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Respiratory Acidosis

Acidosis Hypercapneic

Respiratory acidosis is characterized by hypoventilation which causes the concentration of carbon dioxide in the body to rise which is accompanied by a decrease in pH.


Presentation

Individuals with respiratory acidosis experience anxiety, restlessness, blurred vision and headache. In addition, they also experience shortness of breath along with lethargy and fatigue. In more advanced stages, affected individuals show signs of neurologic abnormalities characterized by delirium, asterixis, development of tremors and somnolence [7]. In severe cases, the individual can even go into a coma. Severe hypercapnia may set in which increases the cerebral blood flow and the intracranial pressure leading to the development of papillemdema [8].

Sputum
  • POP was suspected on the basis of fever, radiographic infiltrate, and either leucocytosis or purulent sputum. The diagnosis was confirmed by culture of a respiratory sample.[ncbi.nlm.nih.gov]
Purulent Sputum
  • POP was suspected on the basis of fever, radiographic infiltrate, and either leucocytosis or purulent sputum. The diagnosis was confirmed by culture of a respiratory sample.[ncbi.nlm.nih.gov]
Eructation
  • Esophageal distension induces cSC/nucleus ambiguus/vagovagal reflex relaxation of the upper esophageal sphincter and CO(2) is vented into the pharynx and mixed with pulmonary gas during expiration or, alternatively, during eructation.[ncbi.nlm.nih.gov]
Hypertension
  • Abstract An 87-year-old female, with a history of hypertension controlled with hydrochlorothiazide, was scheduled for excision of a cystic mass of the left lobe of the thyroid.[ncbi.nlm.nih.gov]
  • Pulmonary hypertension -- high blood pressure within the lungs -- can result from long-term untreated hypoxemia.[livestrong.com]
  • Chronic hypoxemia can also cause narrowing of pulmonary arteries, which may increase blood pressure in the arteries of the lungs (pulmonary hypertension). This may result in heart failure.[healthhype.com]
Tachycardia
  • Tachycardia develops early because the sympathetic nervous system is stimulated, resulting in the release of catecholamines, epinephrine, and norepinephrine, in an attempt to increase oxygen delivery to the tissues.[nurseslabs.com]
  • Tachycardia develops early because the sympathetic nervous system is stimulated, resulting in the release of catecholamines, epinephrine , and norepinephrine , in an attempt to increase oxygen delivery to the tissues.[nurseslabs.com]
  • , mild to profound May exhibit: Generalized weakness, ataxia/staggering, loss of coordination (chronic), to stupor CIRCULATION May exhibit: Low BP/ hypotension with bounding pulses, pinkish color, warm skin (reflects vasodilation of severe acidosis) Tachycardia[nurseslabs.com]
  • […] initial signs; muscle twitching, tremors, seizures, and coma can ensue; rapid respirations initially and then decreased due to adaptation; vasodilation due to acidosis (CO2 is a vasodilator), therefore the skin might be pink, unless there is hypoxemia; tachycardia[m2hnursing.com]
Ulcer
  • A 56-year-old woman with a history of paraplegia and chronic pain due to neuromyelitis optica (Devic's syndrome) was admitted to a spinal cord injury unit for management of a sacral decubitus ulcer.[ncbi.nlm.nih.gov]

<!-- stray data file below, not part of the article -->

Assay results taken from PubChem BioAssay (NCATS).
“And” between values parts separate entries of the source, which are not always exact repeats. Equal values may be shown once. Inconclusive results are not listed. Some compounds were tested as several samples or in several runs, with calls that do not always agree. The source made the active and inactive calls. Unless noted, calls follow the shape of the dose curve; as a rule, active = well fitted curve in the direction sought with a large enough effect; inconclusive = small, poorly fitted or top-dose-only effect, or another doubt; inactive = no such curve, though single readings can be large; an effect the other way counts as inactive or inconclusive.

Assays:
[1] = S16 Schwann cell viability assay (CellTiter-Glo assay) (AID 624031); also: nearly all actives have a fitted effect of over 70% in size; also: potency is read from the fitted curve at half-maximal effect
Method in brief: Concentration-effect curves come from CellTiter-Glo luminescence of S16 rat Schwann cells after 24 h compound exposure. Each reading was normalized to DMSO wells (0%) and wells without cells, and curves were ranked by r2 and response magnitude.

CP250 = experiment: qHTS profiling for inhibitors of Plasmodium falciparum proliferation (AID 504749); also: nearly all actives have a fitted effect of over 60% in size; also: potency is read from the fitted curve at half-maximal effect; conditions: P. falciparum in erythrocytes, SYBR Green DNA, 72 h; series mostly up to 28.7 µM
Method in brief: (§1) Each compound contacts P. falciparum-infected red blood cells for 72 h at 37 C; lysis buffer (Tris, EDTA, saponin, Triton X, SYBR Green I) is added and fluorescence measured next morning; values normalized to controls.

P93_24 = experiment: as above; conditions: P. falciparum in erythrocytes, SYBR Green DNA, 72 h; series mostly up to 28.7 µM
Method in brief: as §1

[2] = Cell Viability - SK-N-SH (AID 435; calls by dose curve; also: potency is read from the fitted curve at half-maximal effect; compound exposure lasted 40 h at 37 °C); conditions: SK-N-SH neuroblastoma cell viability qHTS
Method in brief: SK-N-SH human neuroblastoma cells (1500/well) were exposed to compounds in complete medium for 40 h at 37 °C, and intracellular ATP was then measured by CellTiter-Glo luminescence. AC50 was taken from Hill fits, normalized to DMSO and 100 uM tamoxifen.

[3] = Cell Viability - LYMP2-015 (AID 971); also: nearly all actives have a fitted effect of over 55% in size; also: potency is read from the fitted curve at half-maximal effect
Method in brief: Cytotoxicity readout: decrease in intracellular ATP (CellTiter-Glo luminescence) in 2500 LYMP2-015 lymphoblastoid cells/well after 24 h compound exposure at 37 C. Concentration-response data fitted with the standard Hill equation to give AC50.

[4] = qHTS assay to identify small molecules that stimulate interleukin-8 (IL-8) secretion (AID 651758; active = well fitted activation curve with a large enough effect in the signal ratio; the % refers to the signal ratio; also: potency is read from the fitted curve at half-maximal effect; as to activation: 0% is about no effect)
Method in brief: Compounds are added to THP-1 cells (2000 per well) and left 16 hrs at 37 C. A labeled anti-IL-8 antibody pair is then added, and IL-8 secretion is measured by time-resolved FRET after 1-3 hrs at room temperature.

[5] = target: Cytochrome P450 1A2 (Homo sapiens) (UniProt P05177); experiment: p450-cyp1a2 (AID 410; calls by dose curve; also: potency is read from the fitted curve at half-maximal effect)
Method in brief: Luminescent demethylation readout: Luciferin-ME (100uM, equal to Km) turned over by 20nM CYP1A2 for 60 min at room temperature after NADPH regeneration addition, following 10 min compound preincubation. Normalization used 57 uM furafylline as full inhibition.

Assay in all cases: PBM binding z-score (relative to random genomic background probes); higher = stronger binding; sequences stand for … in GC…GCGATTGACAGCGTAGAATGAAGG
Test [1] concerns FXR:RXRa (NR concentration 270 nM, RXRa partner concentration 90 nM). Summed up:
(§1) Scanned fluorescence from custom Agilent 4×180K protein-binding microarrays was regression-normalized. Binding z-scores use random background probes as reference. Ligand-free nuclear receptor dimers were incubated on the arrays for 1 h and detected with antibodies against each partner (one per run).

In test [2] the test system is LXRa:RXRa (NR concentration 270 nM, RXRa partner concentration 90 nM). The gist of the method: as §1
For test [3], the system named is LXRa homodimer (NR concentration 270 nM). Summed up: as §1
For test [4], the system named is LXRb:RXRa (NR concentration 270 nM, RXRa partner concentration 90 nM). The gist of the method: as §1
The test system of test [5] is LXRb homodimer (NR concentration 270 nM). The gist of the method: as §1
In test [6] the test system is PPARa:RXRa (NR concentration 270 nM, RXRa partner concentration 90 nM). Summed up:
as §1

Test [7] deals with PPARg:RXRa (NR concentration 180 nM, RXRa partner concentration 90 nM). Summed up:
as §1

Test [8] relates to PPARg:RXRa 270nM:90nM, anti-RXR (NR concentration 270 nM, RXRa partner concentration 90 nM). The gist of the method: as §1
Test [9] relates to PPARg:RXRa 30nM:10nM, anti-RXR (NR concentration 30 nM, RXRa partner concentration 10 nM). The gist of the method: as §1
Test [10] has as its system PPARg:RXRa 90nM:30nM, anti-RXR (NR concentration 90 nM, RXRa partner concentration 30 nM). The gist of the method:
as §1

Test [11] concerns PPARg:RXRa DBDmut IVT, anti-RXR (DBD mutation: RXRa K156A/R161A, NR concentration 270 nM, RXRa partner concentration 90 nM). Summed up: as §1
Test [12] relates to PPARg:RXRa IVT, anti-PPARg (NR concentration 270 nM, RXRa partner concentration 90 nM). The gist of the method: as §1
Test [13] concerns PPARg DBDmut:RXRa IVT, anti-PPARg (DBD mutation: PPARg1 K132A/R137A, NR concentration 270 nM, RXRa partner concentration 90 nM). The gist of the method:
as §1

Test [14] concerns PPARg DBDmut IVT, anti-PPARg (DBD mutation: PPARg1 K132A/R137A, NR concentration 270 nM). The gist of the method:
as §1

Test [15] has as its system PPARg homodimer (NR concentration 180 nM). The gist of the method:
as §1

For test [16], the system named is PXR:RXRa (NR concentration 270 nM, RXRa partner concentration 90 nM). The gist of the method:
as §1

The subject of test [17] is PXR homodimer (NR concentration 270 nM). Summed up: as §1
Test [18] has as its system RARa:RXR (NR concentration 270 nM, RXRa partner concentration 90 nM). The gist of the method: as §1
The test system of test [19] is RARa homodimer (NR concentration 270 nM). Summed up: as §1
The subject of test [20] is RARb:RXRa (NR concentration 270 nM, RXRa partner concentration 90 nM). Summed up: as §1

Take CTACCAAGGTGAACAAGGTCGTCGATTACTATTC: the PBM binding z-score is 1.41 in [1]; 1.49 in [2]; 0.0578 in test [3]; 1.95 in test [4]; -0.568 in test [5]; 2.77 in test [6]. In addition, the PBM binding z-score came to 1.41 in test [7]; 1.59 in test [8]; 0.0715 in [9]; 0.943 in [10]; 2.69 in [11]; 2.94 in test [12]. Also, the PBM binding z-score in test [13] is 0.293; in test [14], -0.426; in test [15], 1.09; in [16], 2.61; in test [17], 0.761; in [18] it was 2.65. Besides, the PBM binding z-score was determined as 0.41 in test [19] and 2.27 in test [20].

• Moreover, coordination of respiratory and digestive control networks through the cSC could also account for the frequent co-expression of pulmonary diseases that cause chronic respiratory acidosis (and overstimulation of cSC neurons) with peptic ulcer[ncbi.nlm.nih.gov]

Workup

The following diagnostic tools are employed for evaluating the condition of respiratory acidosis:

  • Laboratory tests: Measuring the arterial blood gas forms the basis of the diagnosis. This is required to measure the levels of carbon dioxide and oxygen in the blood. Following this, serum bicarbonate levels should also be evaluated along with complete blood count and thyroid studies [9].
  • Radiography: Chest x – ray should be carried out to rule out pulmonary disease. Fluoroscopy may also be required in addition to chest radiographs to diagnose diaphragmatic paralysis.
  • Imaging studies: Imaging studies such as CT (computerized tomography) scan and MRI (Magnetic resonance imaging) are required when radiographs do not provide conclusive results. CT scan provides more useful results for diagnosing pulmonary disease. MRI is done when CT scan results are inconclusive.
  • Pulmonary lung function tests: These are done to diagnose the condition of chronic obstructive pulmonary disease.
Pneumoperitoneum
  • The cause was attributed to subcutaneous insufflation and absorption of CO2, directly related to the surgical pneumoperitoneum.[ncbi.nlm.nih.gov]
Hypercapnia
  • Moderate hypercapnia had no effect on these parameters.[ncbi.nlm.nih.gov]
  • Hypercapnia and respiratory acidosis ensue when impairment in ventilation occurs and the removal of carbon dioxide by the respiratory system is less than the production of carbon dioxide in the tissues.[emedicine.com]
  • Hypocapnia was produced by deliberate hyperventilation and hypercapnia by adding carbon dioxide to the inspired gas mixture. 2.[ncbi.nlm.nih.gov]
  • Abstract Hypercapnia due to respiratory failure can be more severe when accompanied by coexistent metabolic alkalosis.[ncbi.nlm.nih.gov]
Bicarbonate Increased
  • Measurement of the serum bicarbonate permits definitive diagnosis: acute respiratory acidosis: serum bicarbonate increases by 1 mmol/l for each 10 mmHg (or 1.33kPa) increase in PaCO2 chronic respiratory acidosis: serum bicarbonate increases by 3.5 mmol[gpnotebook.co.uk]
  • increase was not calculated using theoretical equations estimating protein or phosphate buffering, but was derived from empirical measurements of the changes in bicarbonate occuring in healthy volunteers.[derangedphysiology.com]
  • They found that bicarbonate increased by 5.1 mmols/l for every 10mmHg pCO2 rise.[anaesthesiamcq.com]
Chloride Decreased
  • Serum chloride: Decreased. Serum calcium: Increased. Lactic acid: May be elevated. Urinalysis: Urine pH decreased. Other screening tests: As indicated by underlying illness/condition to determine underlying cause.[nurseslabs.com]
Pseudomonas
  • Members of the Enterobacteriaceae and Pseudomonas species were the most frequently identified pathogens.[ncbi.nlm.nih.gov]